With the rise in popularity of e-bikes more and more Australian cyclists are taking the plunge and delving into the world of assisted commuting or leisure riding. Whilst there are a lot of similarities between e-bikes and their more analog, traditionally powered siblings, there are some key differences worth taking into consideration to ensure the longevity of your e-bike, its drive systems and the components on board.
1. Keep It Clean
We all know that a clean bike rides better, however, in the case of an e-bike it’ll also make for a better performing bike too. Not only will regular cleaning of your e-bike extend the life of your drivetrain components, it’ll also lead to a longer service life.
When it comes to washing an e-bike, it’s important to remove the battery before washing, reducing the chance of any water contamination of the battery itself. Other than that, Brian says “You can wash your E-bike as you would with a conventional bike.” Bike specific degreasers and cleaners are recommended as they are kind to the environment, do not attack plastics or rubber seals and are efficient in shifting road grime and debris from your bike's drivetrain.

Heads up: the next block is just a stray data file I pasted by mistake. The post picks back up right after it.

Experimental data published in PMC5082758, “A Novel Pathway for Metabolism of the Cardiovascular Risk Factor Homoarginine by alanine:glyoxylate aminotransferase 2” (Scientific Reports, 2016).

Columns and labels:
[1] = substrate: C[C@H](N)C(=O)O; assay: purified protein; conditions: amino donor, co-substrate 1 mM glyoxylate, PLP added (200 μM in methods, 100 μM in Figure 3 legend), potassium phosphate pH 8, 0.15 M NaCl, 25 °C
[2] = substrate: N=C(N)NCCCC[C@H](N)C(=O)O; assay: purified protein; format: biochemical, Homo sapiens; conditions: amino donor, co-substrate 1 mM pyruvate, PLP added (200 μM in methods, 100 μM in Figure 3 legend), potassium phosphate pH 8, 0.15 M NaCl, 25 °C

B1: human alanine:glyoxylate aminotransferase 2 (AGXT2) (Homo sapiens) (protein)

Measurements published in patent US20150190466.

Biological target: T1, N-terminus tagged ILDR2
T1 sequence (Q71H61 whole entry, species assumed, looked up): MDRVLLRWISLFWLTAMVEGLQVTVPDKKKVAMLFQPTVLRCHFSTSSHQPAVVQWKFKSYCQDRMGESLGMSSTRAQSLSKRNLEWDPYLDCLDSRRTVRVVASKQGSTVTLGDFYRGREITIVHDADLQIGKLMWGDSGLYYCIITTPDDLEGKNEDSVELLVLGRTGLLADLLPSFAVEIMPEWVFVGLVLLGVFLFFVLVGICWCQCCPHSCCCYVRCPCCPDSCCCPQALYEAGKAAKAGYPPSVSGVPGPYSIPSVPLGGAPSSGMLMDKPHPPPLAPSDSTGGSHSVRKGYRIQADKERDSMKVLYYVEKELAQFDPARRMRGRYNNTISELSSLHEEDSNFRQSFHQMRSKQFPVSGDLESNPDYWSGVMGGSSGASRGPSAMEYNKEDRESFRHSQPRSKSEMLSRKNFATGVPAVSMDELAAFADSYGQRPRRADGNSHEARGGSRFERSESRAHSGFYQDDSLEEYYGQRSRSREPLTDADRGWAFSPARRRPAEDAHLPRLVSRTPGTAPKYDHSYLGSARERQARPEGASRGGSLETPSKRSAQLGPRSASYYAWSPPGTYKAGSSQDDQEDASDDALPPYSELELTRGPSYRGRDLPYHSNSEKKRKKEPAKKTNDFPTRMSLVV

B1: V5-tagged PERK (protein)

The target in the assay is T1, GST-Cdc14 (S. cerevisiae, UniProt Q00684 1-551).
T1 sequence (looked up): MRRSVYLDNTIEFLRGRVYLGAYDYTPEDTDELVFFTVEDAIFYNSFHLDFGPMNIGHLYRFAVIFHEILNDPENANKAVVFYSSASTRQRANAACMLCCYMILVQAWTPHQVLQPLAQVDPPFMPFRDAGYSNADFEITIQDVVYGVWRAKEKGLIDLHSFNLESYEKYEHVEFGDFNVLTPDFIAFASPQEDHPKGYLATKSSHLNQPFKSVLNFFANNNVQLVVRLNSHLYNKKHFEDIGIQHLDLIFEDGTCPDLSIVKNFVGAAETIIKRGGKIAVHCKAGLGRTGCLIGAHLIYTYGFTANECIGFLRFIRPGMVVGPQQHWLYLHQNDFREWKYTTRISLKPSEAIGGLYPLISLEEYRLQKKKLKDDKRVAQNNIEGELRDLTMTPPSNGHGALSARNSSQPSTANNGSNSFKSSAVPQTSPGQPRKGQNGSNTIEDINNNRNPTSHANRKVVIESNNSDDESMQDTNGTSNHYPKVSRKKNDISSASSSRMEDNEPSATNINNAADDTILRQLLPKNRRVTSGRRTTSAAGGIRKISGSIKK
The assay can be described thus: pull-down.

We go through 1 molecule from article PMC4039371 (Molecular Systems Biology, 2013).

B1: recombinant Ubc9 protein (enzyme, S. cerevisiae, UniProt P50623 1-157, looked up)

It’s also recommended that you do not use a jet wash to clean your e-bike as this can drive out factory grease in the bearings, as well as force water into the e-bike drive system electronics.
2. Tyre Tips
Whilst it may seem like common sense to some, ensuring that your tyres are in good shape before each ride will ensure you get the most enjoyment out of your e-bike.
Checking your tyres can be simple as a quick inspection of the tread surface itself, this will aid you in locating any road debris such as thorns, glass etc that may be embedded in the tread itself. Whilst you’re inspecting your tyres, it also pays to ensure that your tyres are inflated to a suitable pressure. Not only will this make for a more comfortable ride, it will also prolong the life of your e-bike battery, win-win!
Not too mechanically minded? Fear not, we’ve got you covered with our in-depth article on how to pump up a tyre.
3. Prolonging the Life of your Battery